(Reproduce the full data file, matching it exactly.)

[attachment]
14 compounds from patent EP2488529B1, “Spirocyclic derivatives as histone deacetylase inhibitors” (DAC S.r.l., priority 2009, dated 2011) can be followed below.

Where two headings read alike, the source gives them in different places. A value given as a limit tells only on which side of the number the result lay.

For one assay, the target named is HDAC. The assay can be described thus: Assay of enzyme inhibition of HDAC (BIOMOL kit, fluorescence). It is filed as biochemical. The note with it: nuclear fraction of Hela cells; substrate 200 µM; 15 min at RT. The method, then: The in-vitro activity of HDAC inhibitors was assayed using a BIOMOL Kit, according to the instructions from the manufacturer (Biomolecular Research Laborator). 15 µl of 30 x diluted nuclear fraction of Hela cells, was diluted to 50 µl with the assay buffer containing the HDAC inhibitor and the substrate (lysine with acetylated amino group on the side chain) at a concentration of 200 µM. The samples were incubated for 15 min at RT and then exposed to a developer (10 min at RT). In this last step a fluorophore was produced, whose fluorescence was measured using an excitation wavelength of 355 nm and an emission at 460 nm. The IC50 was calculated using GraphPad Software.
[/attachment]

14 compounds from patent EP2488529B1, “Spirocyclic derivatives as histone deacetylase inhibitors” (DAC S.r.l., priority 2009, dated 2011) can be followed below.

Where two headings read alike, the source gives them in different places. A value given as a limit tells only on which side of the number the result lay.

For one assay, the target named is HDAC. The assay can be described thus: Assay of enzyme inhibition of HDAC (BIOMOL kit, fluorescence). It is filed as biochemical. The note with it: nuclear fraction of Hela cells; substrate 200 µM; 15 min at RT. The method, then: The in-vitro activity of HDAC inhibitors was assayed using a BIOMOL Kit, according to the instructions from the manufacturer (Biomolecular Research Laborator). 15 µl of 30 x diluted nuclear fraction of Hela cells, was diluted to 50 µl with the assay buffer containing the HDAC inhibitor and the substrate (lysine with acetylated amino group on the side chain) at a concentration of 200 µM. The samples were incubated for 15 min at RT and then exposed to a developer (10 min at RT). In this last step a fluorophore was produced, whose fluorescence was measured using an excitation wavelength of 355 nm and an emission at 460 nm. The IC50 was calculated using GraphPad Software.